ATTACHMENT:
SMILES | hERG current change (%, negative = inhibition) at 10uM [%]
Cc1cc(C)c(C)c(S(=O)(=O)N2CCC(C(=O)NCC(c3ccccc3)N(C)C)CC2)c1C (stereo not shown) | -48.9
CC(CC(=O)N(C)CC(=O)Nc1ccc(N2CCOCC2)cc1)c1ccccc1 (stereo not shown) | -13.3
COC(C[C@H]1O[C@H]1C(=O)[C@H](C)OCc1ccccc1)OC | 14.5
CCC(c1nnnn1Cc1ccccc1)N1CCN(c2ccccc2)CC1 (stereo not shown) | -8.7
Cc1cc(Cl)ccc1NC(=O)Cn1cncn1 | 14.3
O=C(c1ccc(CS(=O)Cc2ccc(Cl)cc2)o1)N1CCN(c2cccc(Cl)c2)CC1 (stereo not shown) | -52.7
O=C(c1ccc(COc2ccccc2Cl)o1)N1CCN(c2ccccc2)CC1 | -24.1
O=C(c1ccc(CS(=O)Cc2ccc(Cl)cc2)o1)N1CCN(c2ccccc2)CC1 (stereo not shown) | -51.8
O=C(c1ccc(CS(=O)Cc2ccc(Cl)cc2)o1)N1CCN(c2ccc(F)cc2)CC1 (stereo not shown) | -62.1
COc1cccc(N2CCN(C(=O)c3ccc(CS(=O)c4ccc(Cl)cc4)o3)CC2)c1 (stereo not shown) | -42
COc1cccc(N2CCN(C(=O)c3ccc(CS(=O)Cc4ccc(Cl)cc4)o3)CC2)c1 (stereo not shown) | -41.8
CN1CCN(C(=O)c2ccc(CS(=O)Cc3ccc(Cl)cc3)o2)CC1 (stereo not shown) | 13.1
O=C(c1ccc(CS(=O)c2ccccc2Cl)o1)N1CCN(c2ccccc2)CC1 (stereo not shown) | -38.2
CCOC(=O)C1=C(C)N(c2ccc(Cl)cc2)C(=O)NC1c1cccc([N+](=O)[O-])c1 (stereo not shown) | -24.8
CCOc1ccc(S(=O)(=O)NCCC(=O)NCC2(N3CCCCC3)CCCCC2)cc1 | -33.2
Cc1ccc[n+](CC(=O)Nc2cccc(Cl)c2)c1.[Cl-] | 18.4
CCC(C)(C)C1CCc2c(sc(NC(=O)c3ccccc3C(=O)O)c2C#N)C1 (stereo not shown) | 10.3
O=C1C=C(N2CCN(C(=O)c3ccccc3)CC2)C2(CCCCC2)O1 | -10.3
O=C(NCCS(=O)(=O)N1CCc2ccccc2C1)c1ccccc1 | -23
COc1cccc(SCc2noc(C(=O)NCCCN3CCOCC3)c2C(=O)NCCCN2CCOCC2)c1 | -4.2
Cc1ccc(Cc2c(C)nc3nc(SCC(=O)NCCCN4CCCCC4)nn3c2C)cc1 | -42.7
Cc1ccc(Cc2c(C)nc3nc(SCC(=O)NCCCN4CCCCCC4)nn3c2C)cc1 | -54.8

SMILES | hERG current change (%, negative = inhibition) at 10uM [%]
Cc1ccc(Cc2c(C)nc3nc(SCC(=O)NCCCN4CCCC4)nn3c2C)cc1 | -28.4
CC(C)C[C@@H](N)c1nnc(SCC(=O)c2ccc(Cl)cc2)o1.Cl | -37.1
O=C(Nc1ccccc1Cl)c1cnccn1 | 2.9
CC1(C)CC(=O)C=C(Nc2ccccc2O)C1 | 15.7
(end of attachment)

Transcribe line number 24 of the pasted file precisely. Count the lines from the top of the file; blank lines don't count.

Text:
SMILES | hERG current change (%, negative = inhibition) at 10uM [%]